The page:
|>>|| No. 5905
>Sweden is shaping up to be the first country to plunge its citizens into a fascinating — and terrifying — economic experiment: negative interest rates in a cashless society.
>The Swedish central bank held its benchmark interest rate at -0.35% today, the level it has been at since July.
>We reported at the weekend how central bankers and investment bank analysts are increasingly discussing when this might happen. And yesterday, Italy sold a two-year bond at an interest rate of -0.023%, which means investors have to pay to lend Italy money rather than receive interest on their loans. (Why would you buy such a bond? Well, if you believe that you’ll get even worse terms in the future from other creditors — hello, Sweden! — then suddenly -0.023% starts to look pretty good.)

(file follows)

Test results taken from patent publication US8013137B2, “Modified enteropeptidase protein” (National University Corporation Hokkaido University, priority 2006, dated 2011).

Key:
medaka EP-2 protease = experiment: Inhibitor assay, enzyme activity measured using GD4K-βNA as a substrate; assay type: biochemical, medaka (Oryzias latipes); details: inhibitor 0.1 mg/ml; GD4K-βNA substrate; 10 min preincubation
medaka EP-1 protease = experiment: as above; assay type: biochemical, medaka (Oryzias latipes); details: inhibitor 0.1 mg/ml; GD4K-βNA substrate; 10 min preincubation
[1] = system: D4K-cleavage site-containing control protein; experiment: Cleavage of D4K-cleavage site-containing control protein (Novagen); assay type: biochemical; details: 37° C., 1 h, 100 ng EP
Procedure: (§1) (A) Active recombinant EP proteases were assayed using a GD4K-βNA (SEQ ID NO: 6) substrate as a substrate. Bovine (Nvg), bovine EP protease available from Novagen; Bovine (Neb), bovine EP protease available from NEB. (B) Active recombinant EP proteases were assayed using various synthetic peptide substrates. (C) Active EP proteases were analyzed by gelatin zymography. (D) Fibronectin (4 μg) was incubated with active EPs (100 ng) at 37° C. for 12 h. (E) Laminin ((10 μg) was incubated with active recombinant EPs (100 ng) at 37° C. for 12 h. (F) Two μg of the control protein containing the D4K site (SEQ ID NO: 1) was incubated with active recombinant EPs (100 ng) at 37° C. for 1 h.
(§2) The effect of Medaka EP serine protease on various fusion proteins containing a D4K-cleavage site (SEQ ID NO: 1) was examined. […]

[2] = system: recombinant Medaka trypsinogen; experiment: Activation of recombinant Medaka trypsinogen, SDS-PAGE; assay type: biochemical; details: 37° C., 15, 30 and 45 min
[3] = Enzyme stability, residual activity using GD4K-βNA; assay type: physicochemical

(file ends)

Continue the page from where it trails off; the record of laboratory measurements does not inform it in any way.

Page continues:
I don't understand lads. Fair enough, forcing your customers to pay for an account at a bank, but why would anyone buy a negative interest rate bond? I don't understand what is going on.